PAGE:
In choosing Texas this week as the site for the much-sought-after $4.4 billion supercollider science project, the Department of Energy has not laid the issue to rest. The six losing states on the list of finalists apparently are going to fight the decision, but that seems an awful waste of time.

Congressmen from some of the losing states - Michigan, Illinois, North Carolina, Arizona, Colorado, and Tennessee - bitterly claimed their sites were the best and blamed the selection of Texas on politics.There may be some truth to that claim, but how much is questionable. The DOE tried hard to keep the selection above politics and had an independent panel sift through the first 35 proposals from 25 states, including Utah.

Utah fell by the wayside early, but still held onto some hope that the finalist would be part of the Mountain West, either Arizona or Colorado, and that Utah would reap benefits from that proximity.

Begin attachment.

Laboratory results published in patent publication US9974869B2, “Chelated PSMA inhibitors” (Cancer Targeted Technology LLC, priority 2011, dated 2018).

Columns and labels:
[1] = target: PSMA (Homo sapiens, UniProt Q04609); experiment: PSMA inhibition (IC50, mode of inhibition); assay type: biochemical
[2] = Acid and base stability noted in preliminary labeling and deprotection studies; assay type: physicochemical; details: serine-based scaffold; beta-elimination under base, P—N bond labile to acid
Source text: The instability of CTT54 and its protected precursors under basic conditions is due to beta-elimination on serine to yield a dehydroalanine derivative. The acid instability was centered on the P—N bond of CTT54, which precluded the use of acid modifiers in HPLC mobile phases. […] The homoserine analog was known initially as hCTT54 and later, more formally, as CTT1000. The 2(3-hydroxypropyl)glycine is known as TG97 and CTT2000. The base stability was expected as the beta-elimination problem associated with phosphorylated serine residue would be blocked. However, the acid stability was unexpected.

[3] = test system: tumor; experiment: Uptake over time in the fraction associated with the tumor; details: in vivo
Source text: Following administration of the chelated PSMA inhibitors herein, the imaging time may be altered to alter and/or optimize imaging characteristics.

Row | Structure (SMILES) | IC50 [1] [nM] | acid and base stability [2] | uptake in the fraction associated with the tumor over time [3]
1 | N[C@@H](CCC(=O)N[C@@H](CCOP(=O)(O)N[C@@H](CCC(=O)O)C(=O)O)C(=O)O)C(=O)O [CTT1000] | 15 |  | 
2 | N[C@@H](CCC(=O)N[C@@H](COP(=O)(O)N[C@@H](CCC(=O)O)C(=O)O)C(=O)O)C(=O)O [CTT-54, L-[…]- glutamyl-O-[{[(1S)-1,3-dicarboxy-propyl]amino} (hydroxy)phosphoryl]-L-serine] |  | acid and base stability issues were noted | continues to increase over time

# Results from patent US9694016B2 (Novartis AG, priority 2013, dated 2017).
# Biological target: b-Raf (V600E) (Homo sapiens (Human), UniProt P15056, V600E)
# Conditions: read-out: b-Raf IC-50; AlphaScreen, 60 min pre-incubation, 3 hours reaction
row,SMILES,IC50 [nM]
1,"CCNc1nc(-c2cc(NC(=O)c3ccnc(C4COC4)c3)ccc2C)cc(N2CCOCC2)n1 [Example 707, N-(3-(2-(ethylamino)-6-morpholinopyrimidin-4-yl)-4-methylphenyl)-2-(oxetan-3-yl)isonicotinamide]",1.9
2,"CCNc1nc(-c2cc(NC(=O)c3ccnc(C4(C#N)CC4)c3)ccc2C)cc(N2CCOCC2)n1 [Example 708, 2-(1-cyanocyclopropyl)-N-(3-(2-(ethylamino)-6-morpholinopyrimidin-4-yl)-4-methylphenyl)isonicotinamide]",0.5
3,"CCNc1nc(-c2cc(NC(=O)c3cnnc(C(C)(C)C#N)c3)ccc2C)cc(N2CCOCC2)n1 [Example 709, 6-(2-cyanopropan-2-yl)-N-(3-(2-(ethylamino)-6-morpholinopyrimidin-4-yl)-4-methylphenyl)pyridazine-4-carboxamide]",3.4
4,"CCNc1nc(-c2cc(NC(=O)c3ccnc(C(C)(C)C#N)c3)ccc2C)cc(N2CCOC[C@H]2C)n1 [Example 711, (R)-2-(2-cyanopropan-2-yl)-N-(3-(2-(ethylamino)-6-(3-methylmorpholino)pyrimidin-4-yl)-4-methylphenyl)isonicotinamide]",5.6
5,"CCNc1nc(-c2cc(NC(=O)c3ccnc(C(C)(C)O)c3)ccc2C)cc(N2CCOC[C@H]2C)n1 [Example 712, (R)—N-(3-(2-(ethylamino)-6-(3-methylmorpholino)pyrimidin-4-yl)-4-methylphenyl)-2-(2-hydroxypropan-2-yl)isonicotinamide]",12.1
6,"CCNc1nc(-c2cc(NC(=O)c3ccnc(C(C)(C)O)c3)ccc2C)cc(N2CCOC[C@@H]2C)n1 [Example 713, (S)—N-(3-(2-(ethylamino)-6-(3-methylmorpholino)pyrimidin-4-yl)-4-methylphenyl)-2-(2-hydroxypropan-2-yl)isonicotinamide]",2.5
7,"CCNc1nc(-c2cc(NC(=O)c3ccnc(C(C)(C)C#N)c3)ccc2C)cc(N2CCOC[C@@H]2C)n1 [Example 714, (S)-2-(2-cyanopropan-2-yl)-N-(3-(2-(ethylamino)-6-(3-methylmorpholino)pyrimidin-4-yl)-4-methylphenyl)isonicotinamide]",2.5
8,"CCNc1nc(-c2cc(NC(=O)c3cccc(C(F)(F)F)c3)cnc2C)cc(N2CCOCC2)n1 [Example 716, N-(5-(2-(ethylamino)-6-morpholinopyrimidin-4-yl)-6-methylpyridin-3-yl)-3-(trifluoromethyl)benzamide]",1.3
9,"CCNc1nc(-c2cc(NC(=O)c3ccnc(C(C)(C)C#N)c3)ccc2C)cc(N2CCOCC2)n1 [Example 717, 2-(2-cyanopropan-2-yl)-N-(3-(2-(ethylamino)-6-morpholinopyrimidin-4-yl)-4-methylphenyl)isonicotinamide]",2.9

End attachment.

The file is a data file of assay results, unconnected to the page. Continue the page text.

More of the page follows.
Clearly, having the site in Texas means that the Mountain West will be largely excluded from any economic benefit. The supercollider will have a full-time staff of 2,500 and cost $270 million a year to operate.

For the losing states to cry "foul," and seek a review of the decision is understandable, but not likely to succeed. If powerful Texas did use political muscle to affect the outcome, that same clout can easily defeat any assault on the site selection.

President-elect George Bush is from Texas. Sen. Lloyd Bentsen, D-Texas, Democratic vice presidential candidate, is still chairman of the Senate Appropriations Committee.

But before Texas begin to celebrate, there is a substantial question as to whether Congress will be able to fund the $4.4 billion project at all. There is no doubt that it is a worthy endeavor, but in an era of budget deficits, the necessity of budget cuts, critics in the scientific community, and sore losers in the states not chosen, financing the supercollider is far from being a sure thing.

Under the circumstances, refighting the site selection is useless and ought to be abandoned. What's done is done and can't be changed without killing the supercollider project in the process.